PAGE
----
How Often Should You Review Your Investments?

by James & Miel on August 3, 2009 · 0 comments

Hi All,

Welcome to a new week!

Today’s posting is on how often one should review ones’ personal finance situation.

The answer is: there aren’t really any set rules. But, here are some thoughts.

1) It makes sense to review when economic conditions change drastically. For example, during last year’s stock market troubles, it would have been sensible to review any mutual funds, ETFs or individual stocks you held to determine if they were materially adversely affected by the downturn.

Similarly, if you are holding bonds, you might consider keeping an eye on the yield curve. The yield curve is basically a graph showing the amount of interest paid (yield) of bonds of the same quality over time (see the graph below). When the curve gets inverted (e.g. if long term rates are lower) then that’s a signal that you might want to think about reevaluating any long term bond holdings you have. Some people also think the inverted yield curve is a signal for upcoming economic recessions.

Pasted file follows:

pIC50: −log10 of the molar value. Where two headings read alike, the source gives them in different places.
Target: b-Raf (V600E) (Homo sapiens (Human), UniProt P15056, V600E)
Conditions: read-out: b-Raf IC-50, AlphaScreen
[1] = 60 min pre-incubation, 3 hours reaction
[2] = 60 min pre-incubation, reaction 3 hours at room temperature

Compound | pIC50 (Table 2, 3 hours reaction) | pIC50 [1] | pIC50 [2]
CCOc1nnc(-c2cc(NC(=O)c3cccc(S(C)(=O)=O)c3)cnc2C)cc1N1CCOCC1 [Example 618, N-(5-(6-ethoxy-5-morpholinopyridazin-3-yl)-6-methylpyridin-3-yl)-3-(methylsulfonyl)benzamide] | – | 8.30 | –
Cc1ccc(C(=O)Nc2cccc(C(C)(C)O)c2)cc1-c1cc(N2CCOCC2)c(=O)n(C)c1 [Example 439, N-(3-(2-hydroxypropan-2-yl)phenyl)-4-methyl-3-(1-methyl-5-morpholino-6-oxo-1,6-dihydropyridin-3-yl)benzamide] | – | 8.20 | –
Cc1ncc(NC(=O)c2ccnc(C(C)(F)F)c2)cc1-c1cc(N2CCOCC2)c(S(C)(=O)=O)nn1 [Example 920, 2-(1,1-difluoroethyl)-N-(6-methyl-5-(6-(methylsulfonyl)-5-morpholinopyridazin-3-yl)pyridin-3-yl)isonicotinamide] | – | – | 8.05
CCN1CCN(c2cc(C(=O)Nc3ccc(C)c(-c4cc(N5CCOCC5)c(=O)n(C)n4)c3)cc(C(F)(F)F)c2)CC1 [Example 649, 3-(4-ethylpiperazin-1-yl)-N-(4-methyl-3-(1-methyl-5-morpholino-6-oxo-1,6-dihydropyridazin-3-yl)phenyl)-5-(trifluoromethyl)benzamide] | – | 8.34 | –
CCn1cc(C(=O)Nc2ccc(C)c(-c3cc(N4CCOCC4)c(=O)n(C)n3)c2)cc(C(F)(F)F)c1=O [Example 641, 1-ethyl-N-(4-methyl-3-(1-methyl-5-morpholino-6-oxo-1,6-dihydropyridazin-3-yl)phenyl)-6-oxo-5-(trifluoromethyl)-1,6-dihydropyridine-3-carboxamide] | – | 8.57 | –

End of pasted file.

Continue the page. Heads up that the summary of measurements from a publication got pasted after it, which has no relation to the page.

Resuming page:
2) If your personal situation changes drastically you might reevaluate. For example, if you lose your job, you could to think about moving more of your assets into cash. Another thing you should start concentrating on is living frugally and saving money on anything you can. Or, if you are having children you might think about reallocating more funds to income producing assets. If one member of your family leaves the labor force to take care of the children, you’ll need extra money. Basically, when your life circumstances change, review your financial picture.

3) Quarterly review. If you want a more hands on approach to your bucks, consider reviewing your net worth quarterly. This will give you a chance to tally everything up to see if your goals are being addressed. By reviewing your net worth, you’ll also get a chance to investigate your overall wealth picture. This is key because you’ll see what investments aren’t working vs. what is making you money. Doing this quarterly is a good idea because you won’t get overwhelmed with keeping the books, and you rectify any problems in a timely manner. You want to make sure you are building wealth as much as possible, but you don’t want to spend hour and hours on this every week.

Quickly summarized, consider reviewing your financial situation when:

1) The economy changes drastically.
2) You experience significant personal change.
3) If you want more oversight, consider a quarterly review.

Happy Investing!

Best,

James

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